Go from conflict to conciliation When you discovered you were pregnant with another child, your first thoughts probably focused on the benefits a brother or sister would bring to your firstborn — not scenes of sibling rivalry. But tug-of-war toy spats, backseat pinching, and dinner table bickering often go hand in hand with having two or more children.
Helping siblings to get along as they grow up is one of the toughest tasks mums and dads face. To help your children develop close bonds that will last a lifetime follow these six steps to sibling serenity.
Let your children care for one another Encourage your children to nurture one another: Whenever possible, take a step back and allow them to look after each other. This way, your toddler will see himself as a compassionate person rather than a troublemaker.
And your baby will be able to perceive her big brother as a gentle, caring person. Instead, you might say something like: In the whole, wide world there is no one quite like you. But be careful not to compare. Nothing breeds resentment like piling on praise at the expense of another child: Your intentions may be good when you tell your toddler: And try to avoid pigeonholing your children into certain roles, such as the Brain, the Beauty, the Nice One, the Difficult One.
Growing children need to experiment with lots of different roles, and you risk ensuring that the Troublemaker becomes forever just that and resents the siblings whose roles he wishes he could try. Make time for your toddler A newborn can be all-absorbing, but try to find time when you can be alone with your firstborn — even if it's just a few minutes at bedtime or taking the time to really listen when he's talking to you.
Think of ways you can help your older child not feel left out when you're caring for the baby. Do you want me to read to you or do you want to rest? And don't forget to put your older child first from time to time.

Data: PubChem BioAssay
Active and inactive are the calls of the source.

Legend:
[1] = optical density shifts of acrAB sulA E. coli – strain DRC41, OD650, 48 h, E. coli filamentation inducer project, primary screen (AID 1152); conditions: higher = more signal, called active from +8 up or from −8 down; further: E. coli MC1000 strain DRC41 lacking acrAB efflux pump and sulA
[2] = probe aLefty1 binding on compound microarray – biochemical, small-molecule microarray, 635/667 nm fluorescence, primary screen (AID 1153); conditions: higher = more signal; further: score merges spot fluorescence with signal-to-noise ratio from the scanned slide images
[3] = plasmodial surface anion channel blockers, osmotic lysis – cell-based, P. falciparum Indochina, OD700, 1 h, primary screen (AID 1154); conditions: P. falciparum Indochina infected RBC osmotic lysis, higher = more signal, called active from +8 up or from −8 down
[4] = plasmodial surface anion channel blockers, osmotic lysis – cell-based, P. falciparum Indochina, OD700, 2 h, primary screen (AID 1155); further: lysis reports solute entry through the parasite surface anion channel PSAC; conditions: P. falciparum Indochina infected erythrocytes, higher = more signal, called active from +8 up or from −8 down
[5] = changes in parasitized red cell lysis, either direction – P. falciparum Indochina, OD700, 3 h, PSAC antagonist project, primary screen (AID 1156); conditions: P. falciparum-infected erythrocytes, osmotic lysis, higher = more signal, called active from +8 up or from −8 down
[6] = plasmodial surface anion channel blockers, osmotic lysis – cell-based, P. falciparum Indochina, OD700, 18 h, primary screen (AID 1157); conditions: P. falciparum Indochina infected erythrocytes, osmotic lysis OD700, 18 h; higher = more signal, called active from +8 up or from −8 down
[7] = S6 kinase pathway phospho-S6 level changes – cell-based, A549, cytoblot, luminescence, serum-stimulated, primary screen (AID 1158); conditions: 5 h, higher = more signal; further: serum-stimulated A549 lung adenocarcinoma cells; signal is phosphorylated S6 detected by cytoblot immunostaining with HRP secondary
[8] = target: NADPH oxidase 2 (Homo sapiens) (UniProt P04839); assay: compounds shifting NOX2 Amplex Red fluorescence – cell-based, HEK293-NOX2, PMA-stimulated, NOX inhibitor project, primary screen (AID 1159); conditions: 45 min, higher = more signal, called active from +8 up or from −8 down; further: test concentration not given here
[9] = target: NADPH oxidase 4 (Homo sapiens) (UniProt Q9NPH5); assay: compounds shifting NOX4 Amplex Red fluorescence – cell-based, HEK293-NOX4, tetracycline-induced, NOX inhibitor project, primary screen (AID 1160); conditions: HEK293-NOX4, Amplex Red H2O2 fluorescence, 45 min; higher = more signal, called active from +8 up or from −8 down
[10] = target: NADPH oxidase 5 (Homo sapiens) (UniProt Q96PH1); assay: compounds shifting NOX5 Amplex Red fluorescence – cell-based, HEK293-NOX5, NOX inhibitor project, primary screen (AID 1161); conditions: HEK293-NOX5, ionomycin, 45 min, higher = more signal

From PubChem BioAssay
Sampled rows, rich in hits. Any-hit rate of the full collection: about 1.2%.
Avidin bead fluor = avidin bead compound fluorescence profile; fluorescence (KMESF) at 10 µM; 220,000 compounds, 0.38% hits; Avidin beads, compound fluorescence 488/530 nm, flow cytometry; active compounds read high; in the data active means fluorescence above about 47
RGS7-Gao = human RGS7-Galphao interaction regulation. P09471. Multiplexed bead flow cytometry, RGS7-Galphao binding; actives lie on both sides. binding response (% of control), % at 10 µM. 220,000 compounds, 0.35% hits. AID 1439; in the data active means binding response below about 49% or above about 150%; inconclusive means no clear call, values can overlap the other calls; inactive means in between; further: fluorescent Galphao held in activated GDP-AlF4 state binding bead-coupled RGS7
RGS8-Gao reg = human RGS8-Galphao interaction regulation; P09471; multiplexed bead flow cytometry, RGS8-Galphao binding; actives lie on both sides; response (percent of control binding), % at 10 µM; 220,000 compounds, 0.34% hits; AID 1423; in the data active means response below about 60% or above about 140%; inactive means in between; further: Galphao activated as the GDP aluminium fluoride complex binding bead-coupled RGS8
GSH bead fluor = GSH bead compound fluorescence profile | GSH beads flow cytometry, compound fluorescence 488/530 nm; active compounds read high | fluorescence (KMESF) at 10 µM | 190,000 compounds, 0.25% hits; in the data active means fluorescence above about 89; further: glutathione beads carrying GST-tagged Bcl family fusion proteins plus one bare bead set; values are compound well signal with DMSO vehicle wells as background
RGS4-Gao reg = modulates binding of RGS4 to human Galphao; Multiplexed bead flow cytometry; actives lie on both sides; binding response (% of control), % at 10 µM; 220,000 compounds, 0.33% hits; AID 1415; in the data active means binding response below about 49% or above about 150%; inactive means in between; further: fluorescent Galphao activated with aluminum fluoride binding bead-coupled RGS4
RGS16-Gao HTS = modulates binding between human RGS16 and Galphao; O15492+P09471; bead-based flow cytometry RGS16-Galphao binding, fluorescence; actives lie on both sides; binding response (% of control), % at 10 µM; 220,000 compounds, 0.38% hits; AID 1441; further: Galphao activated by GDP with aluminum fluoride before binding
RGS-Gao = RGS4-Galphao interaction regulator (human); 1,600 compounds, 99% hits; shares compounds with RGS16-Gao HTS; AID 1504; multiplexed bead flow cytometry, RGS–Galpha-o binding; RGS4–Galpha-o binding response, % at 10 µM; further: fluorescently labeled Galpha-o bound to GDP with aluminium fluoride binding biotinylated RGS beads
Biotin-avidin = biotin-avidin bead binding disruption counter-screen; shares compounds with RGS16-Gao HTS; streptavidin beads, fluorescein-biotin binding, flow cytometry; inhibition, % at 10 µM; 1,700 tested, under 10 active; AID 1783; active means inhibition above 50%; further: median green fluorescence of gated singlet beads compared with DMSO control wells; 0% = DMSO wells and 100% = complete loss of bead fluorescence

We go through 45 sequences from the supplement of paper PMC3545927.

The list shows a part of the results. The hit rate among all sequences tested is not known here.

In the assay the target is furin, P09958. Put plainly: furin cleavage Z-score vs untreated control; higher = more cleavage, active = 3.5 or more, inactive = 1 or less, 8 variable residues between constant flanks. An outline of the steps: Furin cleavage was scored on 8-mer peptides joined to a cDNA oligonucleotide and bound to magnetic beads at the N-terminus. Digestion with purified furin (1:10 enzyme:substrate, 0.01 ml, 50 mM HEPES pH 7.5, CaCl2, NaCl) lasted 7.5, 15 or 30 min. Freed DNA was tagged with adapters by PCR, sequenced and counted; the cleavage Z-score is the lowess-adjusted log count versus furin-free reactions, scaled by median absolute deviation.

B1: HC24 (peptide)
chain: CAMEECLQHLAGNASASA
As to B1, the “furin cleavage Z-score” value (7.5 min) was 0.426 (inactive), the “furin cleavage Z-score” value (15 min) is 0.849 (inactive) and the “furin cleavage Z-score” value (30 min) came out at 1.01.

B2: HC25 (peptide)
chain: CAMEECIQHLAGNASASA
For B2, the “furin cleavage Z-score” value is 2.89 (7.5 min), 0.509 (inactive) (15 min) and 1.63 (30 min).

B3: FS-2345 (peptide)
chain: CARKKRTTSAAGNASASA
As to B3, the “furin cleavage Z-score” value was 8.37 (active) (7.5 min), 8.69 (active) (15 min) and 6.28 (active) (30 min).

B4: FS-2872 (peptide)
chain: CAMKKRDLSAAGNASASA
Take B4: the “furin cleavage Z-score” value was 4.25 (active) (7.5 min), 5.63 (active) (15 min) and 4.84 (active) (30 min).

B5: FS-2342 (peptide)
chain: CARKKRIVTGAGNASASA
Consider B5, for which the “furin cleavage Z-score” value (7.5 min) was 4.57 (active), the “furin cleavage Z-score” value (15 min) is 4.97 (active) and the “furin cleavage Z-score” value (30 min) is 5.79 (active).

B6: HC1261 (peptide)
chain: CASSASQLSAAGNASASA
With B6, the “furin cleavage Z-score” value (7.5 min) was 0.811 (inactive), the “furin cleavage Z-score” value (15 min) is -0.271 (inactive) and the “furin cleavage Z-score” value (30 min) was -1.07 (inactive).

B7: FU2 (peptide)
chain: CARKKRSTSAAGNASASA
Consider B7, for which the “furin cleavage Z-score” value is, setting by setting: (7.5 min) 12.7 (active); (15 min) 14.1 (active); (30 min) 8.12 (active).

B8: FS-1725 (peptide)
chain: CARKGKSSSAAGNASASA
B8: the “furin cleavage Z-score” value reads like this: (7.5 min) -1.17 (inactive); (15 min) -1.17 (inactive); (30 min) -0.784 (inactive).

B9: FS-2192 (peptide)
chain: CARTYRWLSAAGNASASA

Once in a while, when the baby is crying, instead of saying, "The baby is making a fuss, hold on," try saying, "Hold on, baby. I have to tie Charlie's shoes.
Embrace conflict Some sibling rivalry is an inevitable fact of family life when you have more than one child. Some experts say that sibling conflict is an opportunity for your children to learn the skills they will need in their future relationships. Help your children understand that it's normal to feel frustrated and upset, sometimes even with the people you love, but it doesn't mean you care about them less.
Then you can start to help them find positive ways to express their feelings and work out their differences. Listen to grievances, acknowledge concerns Listen to your child's grievances against a sibling rather than dismiss them, and encourage them to listen to one another. You'll be tempted to play the part of judge "You're always being mean to your little sister! You don't have to agree with him. Your role is to be a calm mediator who listens to each child's side of the story so they both feel heard and understood.
Go from conflict to conciliation Help your children identify their feelings "You two sound so cross with each other!
Then you can guide them towards a peaceful resolution "Do you want to pretend there's a fire and play with it together? Or do you want to take turns?
For your toddler who is stomping his feet and screaming with rage, you can help by voicing what he's feeling, such as: Let's find a safe place to play with them so it won't happen again. Then help them begin to start expressing their frustration in a more positive way — through talking, listening and deciding on a compromise. Enter your due date or child's birthday Trying to conceive?
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